Mike wrote on November 10th, 2011
  14. I was on doxycycline for six months coupled with Retin-A Micro for severe acne when I was a teen. I participated in the American Cancer Society Relay for Life that year. I knew that there were warnings all over the labels stating to avoid direct sun exposure while on this medication, and so I decided to slather on some SPF 70.

    One hour in the sun and I was in such agonizing pain, I swore I was in a pot of boiling water. This sensation did not cease for 12 hours, despite my efforts and many ice cold baths. I couldn’t stand the feeling of clothing or anything touching my skin, even the skin that wasn’t exposed due to being covered up.

    That was the last time I voluntarily took any antibiotics for anything. Interestingly enough, it was shortly after these events that I was diagnosed with IBS. I wonder if there’s a connection?

    I lived with painful acne up until 6 months ago, using daily OTC exfoliants and cleansers to help combat my oily skin and infected blemishes. Once I realized that my acne is triggered by milk products and grains, it made Paleo that much easier to maintain. I won’t cheat with any type of grain due to gastrointestinal distress, but once in awhile I’ll have some type of dairy-containing dessert or artisan cheese and get 2-3 blemishes within 12 hours. But my face clears up on its own within 4 days.

    I wish we had more Primal Docs on the network. I’d really prefer to have a PCP who understands within driving distance when my wife and I decide to have children.

    Jay Ogg wrote on November 10th, 2011
  15. I also took antibiotics for years for my acne. My dermatologist (even when I told her about studies saying otherwise) denied that diet or lifestyle had anything to do with my acne. I actually found the Primal Blueprint while looking for natural ways to beat my acne, because the antibiotics were making me so sick and tired. It took over 6 months of say, 90% adherence, but I’m basically 99% clear today without medication. I digest my food better, I don’t fight yeast constantly, and I have more energy. I’m just thankful I had the sense to stay away from Accutane (which my dermatologist pushed and pushed).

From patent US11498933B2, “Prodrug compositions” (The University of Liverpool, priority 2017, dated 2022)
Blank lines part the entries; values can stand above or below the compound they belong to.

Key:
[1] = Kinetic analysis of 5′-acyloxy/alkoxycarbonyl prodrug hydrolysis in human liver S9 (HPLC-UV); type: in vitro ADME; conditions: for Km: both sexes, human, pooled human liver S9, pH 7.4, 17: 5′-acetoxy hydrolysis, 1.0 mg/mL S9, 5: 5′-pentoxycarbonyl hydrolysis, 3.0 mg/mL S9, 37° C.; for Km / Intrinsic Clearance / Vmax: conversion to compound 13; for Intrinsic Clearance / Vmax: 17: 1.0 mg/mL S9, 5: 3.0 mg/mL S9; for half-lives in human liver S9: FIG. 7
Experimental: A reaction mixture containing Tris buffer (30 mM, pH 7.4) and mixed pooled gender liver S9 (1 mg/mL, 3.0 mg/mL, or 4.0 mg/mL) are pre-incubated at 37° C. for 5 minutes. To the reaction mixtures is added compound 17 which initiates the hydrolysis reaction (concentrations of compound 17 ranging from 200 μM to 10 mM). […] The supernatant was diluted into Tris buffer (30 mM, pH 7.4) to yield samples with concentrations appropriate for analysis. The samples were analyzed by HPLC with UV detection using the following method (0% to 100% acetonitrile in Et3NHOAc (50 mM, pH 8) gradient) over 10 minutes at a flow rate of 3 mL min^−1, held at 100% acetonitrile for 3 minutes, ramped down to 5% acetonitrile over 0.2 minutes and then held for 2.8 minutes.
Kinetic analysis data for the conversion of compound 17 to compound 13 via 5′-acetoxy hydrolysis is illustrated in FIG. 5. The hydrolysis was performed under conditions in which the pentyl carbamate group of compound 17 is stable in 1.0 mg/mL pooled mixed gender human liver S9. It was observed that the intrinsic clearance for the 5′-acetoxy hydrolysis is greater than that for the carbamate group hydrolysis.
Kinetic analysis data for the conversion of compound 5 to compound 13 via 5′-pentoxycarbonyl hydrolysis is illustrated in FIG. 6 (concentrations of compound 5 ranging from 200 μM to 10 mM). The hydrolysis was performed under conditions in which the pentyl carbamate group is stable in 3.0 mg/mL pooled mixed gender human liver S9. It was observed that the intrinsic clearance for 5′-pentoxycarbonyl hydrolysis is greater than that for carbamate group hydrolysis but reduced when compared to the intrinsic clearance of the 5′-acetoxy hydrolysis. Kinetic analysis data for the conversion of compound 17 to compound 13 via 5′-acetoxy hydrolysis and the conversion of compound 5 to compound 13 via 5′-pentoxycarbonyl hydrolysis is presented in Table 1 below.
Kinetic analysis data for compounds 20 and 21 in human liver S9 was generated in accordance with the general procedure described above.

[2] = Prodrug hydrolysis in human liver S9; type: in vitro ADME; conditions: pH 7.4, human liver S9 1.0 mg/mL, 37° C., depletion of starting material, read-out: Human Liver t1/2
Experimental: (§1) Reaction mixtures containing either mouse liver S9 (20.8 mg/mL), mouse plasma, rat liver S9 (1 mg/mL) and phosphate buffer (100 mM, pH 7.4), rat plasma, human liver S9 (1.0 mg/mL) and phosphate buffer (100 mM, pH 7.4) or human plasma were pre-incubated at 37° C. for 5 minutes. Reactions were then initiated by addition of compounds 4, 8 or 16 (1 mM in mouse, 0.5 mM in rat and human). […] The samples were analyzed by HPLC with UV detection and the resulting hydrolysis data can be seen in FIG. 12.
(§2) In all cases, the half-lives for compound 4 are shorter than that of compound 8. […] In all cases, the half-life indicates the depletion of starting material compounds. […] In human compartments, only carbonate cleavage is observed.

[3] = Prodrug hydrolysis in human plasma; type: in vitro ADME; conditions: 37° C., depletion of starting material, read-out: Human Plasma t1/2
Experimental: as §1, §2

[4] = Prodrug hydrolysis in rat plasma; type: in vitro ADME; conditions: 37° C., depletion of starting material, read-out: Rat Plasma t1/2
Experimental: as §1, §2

Monica wrote on November 10th, 2011
    • I think one problem is that many very unhealthy people- smokers, overweight, terrible diet, etc.- still have perfect skin. So doctors extrapolate and insist that these factors can’t affect (or cause) acne for EVERYONE. But for acne prone types diet almost certainly plays a huge role.

      Jeff wrote on November 14th, 2011
  16. LOL at the comments talking about antibiotics atrophying your immune system. Reading such ridiculous comments made my morning.

    Source: MD

    Ryan wrote on November 10th, 2011
    • Instead of ridiculing why not give a reasonably scientific explanation why this is incorrect or at least a link to further information. Readers will not simply accept your position because you have written ‘source: MD’ at the end. The idea that antibiotics weaken your natural defences does make intuitive sense after all.

      david wrote on November 10th, 2011
  17. ahhh, I am reminded of George Carlin & his bit about our “pussification” and germophobia, etc. :)

    peggy wrote on November 10th, 2011
  18. I understand and definitely agree that antibiotics to cure common ailments that will go away on their own or with the help of some natural supplements like fish oil are unnecessary and not advisable because of the havoc they can wreak on the immune system. However, when I was 13 I had Subacute Bacterial Endocarditis (read – Staph infection in my heart). After 3 weeks of 104.9 fever, I was hospitalized and had a catheter put in to pump antibiotics directly into my heart. Obviously I lived, although I definitely have noticed that my immune system seems weaker than most (I catch EVERYTHING!) Now, at 32, I have a 10 month old son who has had 2 Staph infections (thank God not in his heart!) The doc says that some people are just prone to certain types of infections. Anybody out there have experience with something that serious that they were able to fight off without taking antibiotics? I’m a newbie and totally unfamiliar with all things natural… such as the usefulness of garlic and fish oil, etc. One month into Primal and I have learned so much! Just wondering if anybody knows of something I should try if and when the Staph infection monster hits my household again…

    Stacy Fenner wrote on November 10th, 2011
    • “The best offense is a good defense”. Find a Naturopathic Doctor and start building your immune system before it is needed. Look in the yellow pages, or go online to get a list of ND’s in your area. And eat primal.

      W.J. Purifoy wrote on November 10th, 2011
  19. I’ve been off/on doxycyline for literally years because of my skin (sometimes for as long as 9-10 months at a time). I just got switched to a “low dose” antibiotic (still doxy, but 40mg) that supposedly is NOT antimicrobial in nature, but IS anti-inflammatory.